Jun 26, 2014; Brooklyn, NY, USA; Julius Randle (Kentucky) walks off the stage after being selected as the number seven overall pick to the Los Angeles Lakers in the 2014 NBA Draft at the Barclays Center. Mandatory Credit: Brad Penner-USA TODAY Sports

Los Angeles Lakers: The Logjam At Power Forward

With their latest acquisition of Carlos Boozer off amnesty waivers, the Los Angeles Lakers have created a logjam at power forward.

Even more so, management continues to show their indecisiveness as to which direction they want to take the franchise.

For Kobe Bryant’s last two years under contract, the thought process was to build a roster that’s capable of making a playoff run. Instead, the Lakers whiffed on signing any of the top three tiers of free agents, re-signing Nick Young instead and trading for Jeremy Lin.

Owner Jim Buss and general manager Mitch Kupchak drafted Julius Randle with the seventh overall pick in last month’s draft, and since then they have brought back power forward Jordan Hill along with the recently signed Ed Davis and now Boozer. Ryan Kelly is also still on the roster.

That leaves the Lakers with five power forwards and only one true center, Robert Sacre.

Where They All Fit In

Randle was expected to make a contribution immediately, possibly as a starter under Bryant’s leadership. At just 19 years old, he may already be the team’s best rebounder, leading the nation in double-doubles last year as a freshman at Kentucky. He now faces stiff competition at the position and his playing time is guaranteed to be altered significantly.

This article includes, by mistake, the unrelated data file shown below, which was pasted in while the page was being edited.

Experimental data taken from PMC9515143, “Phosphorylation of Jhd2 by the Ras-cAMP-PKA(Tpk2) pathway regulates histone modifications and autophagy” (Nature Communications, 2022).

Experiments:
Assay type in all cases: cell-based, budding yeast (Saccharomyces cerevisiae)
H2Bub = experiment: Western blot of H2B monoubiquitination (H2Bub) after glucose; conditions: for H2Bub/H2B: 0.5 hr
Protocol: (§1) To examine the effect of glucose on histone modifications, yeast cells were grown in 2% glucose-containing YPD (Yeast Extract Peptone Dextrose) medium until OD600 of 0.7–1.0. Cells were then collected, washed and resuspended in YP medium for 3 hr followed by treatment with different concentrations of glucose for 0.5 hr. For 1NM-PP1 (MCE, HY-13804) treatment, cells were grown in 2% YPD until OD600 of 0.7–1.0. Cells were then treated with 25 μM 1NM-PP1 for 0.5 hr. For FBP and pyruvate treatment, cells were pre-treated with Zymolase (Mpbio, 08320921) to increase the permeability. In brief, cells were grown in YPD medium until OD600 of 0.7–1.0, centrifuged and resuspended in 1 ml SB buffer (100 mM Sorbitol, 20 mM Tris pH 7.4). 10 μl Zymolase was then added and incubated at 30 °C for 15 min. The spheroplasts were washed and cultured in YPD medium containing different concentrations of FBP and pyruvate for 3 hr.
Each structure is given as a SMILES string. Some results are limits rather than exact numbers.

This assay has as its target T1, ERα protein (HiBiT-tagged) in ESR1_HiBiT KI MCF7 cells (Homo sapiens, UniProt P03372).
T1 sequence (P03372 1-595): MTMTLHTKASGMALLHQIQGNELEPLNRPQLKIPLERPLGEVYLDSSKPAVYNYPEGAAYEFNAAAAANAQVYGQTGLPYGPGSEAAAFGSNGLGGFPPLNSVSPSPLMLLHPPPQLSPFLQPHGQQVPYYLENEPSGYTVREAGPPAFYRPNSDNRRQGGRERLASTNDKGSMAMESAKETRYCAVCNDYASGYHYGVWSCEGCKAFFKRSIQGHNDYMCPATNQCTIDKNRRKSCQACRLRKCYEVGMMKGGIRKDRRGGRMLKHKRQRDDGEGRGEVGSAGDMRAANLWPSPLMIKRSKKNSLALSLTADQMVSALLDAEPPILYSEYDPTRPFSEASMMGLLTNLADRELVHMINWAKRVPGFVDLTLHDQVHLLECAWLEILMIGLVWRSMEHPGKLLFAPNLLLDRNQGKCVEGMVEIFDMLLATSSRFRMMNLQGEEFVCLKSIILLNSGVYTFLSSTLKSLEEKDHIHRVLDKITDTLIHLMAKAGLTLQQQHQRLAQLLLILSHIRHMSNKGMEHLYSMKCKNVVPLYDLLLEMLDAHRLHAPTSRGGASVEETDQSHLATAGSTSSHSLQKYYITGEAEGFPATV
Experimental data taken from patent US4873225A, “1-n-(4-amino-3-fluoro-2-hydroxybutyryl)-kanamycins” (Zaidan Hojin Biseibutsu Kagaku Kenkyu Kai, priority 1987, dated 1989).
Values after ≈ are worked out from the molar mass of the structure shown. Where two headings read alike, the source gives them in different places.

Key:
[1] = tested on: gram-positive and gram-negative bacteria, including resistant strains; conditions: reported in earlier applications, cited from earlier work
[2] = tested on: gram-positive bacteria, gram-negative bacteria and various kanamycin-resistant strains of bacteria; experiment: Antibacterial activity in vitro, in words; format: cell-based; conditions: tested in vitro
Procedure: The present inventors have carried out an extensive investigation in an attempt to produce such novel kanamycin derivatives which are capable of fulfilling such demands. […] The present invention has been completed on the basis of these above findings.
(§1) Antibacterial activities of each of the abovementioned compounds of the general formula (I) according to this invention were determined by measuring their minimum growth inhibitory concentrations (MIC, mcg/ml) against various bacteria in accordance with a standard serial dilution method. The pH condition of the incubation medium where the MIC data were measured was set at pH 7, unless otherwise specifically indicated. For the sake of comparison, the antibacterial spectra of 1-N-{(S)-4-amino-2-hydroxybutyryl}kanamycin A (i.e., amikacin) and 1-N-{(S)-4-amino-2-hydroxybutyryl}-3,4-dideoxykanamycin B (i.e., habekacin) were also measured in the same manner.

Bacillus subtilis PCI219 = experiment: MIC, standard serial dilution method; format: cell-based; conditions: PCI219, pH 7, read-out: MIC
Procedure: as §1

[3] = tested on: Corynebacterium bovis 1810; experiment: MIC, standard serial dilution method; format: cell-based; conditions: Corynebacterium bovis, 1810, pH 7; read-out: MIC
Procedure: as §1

Of the five players at the position, Boozer, who averaged 13.7 points and 8.3 rebounds last year for the Chicago Bulls, is most likely to challenge Randle as the starter. He’s 32 and is known to play little to no defense (evidenced by Tom Thibodeau’s benching of him in fourth quarters), but does give the team a veteran who can mesh well in a lineup with Bryant.

Randle is the most versatile option and possesses an intriguing face-up game with the ability to handle the ball in the open court and finish in the paint. He will present the next coach of the Lakers (presumably Byron Scott) with a unique skill set to develop in the frontcourt.

Davis is not much of an offensive threat and in fact, his style of play is very similar to that of Hill’s. He’s got long arms and can contest shots, though he’s not necessarily the rim protector at the NBA level that he was at the University of North Carolina. The 25-year-old averaged just 5.7 points and 4.1 rebounds in over 15 minutes per game in Memphis last year. Both Davis and Hill are not tall enough or big enough to be considered full-time centers like Sacre.

One of the lone bright spots for the team last year, Hill did turn out to be a very efficient player minute-for-minute. He posted a career-high 28 points twice in the month of March and grabbed 16 rebounds against the Milwaukee Bucks, also a career-high. In 20.8 minutes a game, he averaged 9.7 points and 7.4 rebounds.

Kelly returns for his second season after showcasing some potential as a stretch-4 in Mike D’Antoni’s system. He was best suited for that type of offense built around an uptempo pick and roll game, so it’s unknown how he will fit in with the new coach’s offensively philosophy.

Randle and Boozer will be the team’s biggest position battle entering training camp come September, while Hill, Davis and Kelly have proven capable of coming off the bench. If no other big man is signed, Hill and Davis may contest Sacre for playing time at center in certain situations.

Tags: Carlos Boozer Ed Davis Jordan Hill Julius Randle Los Angeles Lakers Robert Sacre Ryan Kelly

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